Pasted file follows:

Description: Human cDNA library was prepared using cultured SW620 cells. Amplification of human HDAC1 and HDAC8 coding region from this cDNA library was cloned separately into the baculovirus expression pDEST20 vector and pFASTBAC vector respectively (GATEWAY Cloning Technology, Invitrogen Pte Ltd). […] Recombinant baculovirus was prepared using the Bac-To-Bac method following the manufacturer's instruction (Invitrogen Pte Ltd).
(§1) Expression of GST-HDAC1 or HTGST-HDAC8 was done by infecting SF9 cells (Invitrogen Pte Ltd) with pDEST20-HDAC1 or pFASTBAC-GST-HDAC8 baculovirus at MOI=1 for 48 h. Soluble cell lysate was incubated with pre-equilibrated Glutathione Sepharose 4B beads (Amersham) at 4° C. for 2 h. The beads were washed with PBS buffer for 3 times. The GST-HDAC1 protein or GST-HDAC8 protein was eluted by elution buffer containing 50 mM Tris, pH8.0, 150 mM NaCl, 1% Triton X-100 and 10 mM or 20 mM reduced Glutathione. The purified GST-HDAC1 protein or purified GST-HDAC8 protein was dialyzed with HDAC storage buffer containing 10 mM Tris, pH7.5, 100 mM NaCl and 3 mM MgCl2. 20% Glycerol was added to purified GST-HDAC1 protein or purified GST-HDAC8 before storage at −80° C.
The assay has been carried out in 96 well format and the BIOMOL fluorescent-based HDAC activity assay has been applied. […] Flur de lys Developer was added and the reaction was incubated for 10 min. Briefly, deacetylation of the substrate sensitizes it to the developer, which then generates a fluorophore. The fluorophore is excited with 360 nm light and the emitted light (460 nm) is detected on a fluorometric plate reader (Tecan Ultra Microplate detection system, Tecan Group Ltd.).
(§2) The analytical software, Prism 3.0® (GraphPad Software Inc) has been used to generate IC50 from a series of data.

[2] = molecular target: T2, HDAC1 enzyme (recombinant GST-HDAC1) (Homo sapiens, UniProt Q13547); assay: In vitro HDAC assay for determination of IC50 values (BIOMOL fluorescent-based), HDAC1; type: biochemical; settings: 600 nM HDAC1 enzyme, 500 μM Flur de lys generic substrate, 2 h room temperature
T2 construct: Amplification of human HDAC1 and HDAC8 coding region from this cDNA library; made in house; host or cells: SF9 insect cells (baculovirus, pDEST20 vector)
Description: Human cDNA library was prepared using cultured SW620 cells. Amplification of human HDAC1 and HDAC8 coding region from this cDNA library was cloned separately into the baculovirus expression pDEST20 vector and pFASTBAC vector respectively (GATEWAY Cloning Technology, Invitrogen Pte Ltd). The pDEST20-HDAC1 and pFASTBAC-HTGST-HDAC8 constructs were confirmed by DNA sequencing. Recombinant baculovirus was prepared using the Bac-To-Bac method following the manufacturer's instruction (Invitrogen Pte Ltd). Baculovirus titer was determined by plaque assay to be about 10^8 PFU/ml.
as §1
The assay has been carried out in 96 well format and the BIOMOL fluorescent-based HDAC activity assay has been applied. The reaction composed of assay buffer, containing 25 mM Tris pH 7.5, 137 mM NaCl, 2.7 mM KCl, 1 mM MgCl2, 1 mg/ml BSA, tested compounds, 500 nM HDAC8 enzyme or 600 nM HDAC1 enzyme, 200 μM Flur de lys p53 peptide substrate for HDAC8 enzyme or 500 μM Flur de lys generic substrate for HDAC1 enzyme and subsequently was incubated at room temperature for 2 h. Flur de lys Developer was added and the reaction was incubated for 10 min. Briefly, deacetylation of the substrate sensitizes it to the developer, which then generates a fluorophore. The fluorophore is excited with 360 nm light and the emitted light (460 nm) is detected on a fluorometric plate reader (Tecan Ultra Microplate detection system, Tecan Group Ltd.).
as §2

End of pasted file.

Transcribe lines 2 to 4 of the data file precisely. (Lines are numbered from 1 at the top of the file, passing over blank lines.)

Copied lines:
(§1) Expression of GST-HDAC1 or HTGST-HDAC8 was done by infecting SF9 cells (Invitrogen Pte Ltd) with pDEST20-HDAC1 or pFASTBAC-GST-HDAC8 baculovirus at MOI=1 for 48 h. Soluble cell lysate was incubated with pre-equilibrated Glutathione Sepharose 4B beads (Amersham) at 4° C. for 2 h. The beads were washed with PBS buffer for 3 times. The GST-HDAC1 protein or GST-HDAC8 protein was eluted by elution buffer containing 50 mM Tris, pH8.0, 150 mM NaCl, 1% Triton X-100 and 10 mM or 20 mM reduced Glutathione. The purified GST-HDAC1 protein or purified GST-HDAC8 protein was dialyzed with HDAC storage buffer containing 10 mM Tris, pH7.5, 100 mM NaCl and 3 mM MgCl2. 20% Glycerol was added to purified GST-HDAC1 protein or purified GST-HDAC8 before storage at −80° C.
The assay has been carried out in 96 well format and the BIOMOL fluorescent-based HDAC activity assay has been applied. […] Flur de lys Developer was added and the reaction was incubated for 10 min. Briefly, deacetylation of the substrate sensitizes it to the developer, which then generates a fluorophore. The fluorophore is excited with 360 nm light and the emitted light (460 nm) is detected on a fluorometric plate reader (Tecan Ultra Microplate detection system, Tecan Group Ltd.).
(§2) The analytical software, Prism 3.0® (GraphPad Software Inc) has been used to generate IC50 from a series of data.